In the midst of another lost season, Hawks youngsters Trae Young and John Collins have forged palpable chemistry that could prove fruitful in the future.
As was the case last year, the Atlanta Hawks will join 13 other teams in the draft lottery pool this summer. Of course, most fans and analysts expected them to be in this position once the regular season came to a close; with the seventh-youngest roster in the NBA and a rookie head coach in Lloyd Pierce, many believed that the Hawks would experience their share of peaks and valleys. But Hawks fans have plenty of reason for optimism going forward, particularly when discussing budding young stars Trae Young and John Collins.
While no one in their right mind should’ve banked on Collins and Young transforming this Atlanta team into an instant contender, the duo has developed a noticeable on-court bond, and while that hasn’t translated to significant success this season — just look at their record, point differential, and net rating — these two have produced enough positive plays to give this fanbase some hope for the future.
Let’s start with the easiest indicator of how well these two play together: their on-court net rating. As a team, the Hawks have a -5.4 net rating through March 24 — which ranks 26th in the league — but with Collins and Young on the floor together, it jumps to -2.1.
Again, this isn’t to suggest that these two are torching opposing defenses — Atlanta scores 110.0 points per 100 possessions when Collins and Young share the court, which would rank 15th in the league — but the highlights these two produce illustrates how well their games mesh.
Even though Young is still growing as a pick and roll maestro — through 72 games, he’s averaging 0.80 points per possession as a P&R ball handler, placing him in the 44th percentile — Collins has blossomed into one of the best rim rollers in the association, dropping 1.26 PPP in those situations.
Having a big man like Collins is a boon to Young’s maturing game, and vice versa, as we’ll see in this next highlight. Watch as these two run a simple give-and-go play that operates as a low-key slip screen by Collins right after they cross half court. Houston Rockets guard Eric Gordon falls behind a step thanks to Collins’ quasi-screen, which gave Young the space to drive to the cup. Gordon and Clint Capela chose to focus on him — apparently, they don’t have access to Young’s shot chart — and it opened the door for this perfect alley-oop to Collins.
Here’s another example of Young’s magnetism setting up Collins for an easy jam, this time against the Brooklyn Nets.
How about this side pick and roll play, where Young delivers a perfect pocket pass to Collins while San Antonio Spurs swingman Rudy Gay is late reacting to the roll. The rest of the Spurs offer little resistance as Collins glides in for the easy layup.
This tandem will be even deadlier once Collins hones his skill from behind the 3-point line — he already shoots a healthy 35.7 percent from behind the arc for his career. On this play, Young once again collapses the defense with a dribble drive. Capela stays under the rim to prevent a layup, but that allows Young to use his great court vision to find Collins in the corner. Collins hits 48 percent of his corner 3’s, so the Rockets were fortunate that this one came up short.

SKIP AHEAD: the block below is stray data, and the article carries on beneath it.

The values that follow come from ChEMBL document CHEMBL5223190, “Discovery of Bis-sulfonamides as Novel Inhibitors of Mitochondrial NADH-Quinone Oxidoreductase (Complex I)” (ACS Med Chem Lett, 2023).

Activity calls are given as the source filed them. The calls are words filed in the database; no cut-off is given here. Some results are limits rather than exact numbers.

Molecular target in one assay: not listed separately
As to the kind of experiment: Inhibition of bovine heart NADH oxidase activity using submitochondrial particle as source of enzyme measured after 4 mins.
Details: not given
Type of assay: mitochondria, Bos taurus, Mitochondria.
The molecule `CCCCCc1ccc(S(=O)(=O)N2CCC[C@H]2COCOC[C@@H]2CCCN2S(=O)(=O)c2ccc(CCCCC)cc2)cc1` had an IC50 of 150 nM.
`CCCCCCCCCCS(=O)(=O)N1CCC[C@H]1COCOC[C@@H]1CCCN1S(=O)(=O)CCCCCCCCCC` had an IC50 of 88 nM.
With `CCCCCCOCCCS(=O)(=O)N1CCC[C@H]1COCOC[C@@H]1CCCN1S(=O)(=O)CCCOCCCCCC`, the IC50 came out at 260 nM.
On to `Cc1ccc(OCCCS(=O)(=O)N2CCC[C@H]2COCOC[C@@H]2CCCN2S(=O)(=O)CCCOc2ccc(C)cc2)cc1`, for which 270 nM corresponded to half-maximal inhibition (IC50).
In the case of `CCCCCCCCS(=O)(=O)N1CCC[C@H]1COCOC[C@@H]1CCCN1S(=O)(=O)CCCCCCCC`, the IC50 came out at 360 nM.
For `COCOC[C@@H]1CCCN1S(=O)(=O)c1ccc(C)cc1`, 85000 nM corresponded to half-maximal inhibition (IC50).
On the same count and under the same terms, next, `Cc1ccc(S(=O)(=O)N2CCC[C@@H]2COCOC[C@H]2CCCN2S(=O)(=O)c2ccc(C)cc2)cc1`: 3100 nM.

While this duo has exhibited plenty of promise, there’s still plenty of reason for concern, particularly on Young’s end. Despite his recent surge — averaging 25.3 points and 8.8 assists with a .450/.407/.871 shooting line since the All-Star break — he still struggles to finish amongst the trees and if he shoots at a clip similar to the way he started the season as opposed to the last month, he will struggle to draw the same level of gravity on offense, which in turn will make scoring harder for Collins and the rest of his teammates.
If that happens, the Hawks will be in real trouble, as any lineup that features Young suffers defensively. The numbers speak for itself: out of 98 qualified point guards, Young ranks dead last in defensive Real Plus-Minus and the Hawks allow nine fewer points per 100 possessions when Young is off the floor. When Collins and Young share the court, the Hawks surrender 112.1 points per 100 possessions, which would rank 25th in the league (though that is a slight improvement over their overall defense). Basically, any Atlanta lineup with these two will have to be all-time great on offense for this to work, unless Young’s defense dramatically improves.
Of course, it helps that these two are hard workers — the improvements Collins made to his game during Summer League have paid off this season — and appear to enjoy playing with each other, so that brings hope that these two will develop into an All-NBA twosome.
Much like the team they play for, Collins and Young have shown flashes of what could be a promising future in Atlanta. We won’t know how good these two can be for another year or two, so before we bog them down with high expectations, just sit back and enjoy the lobs.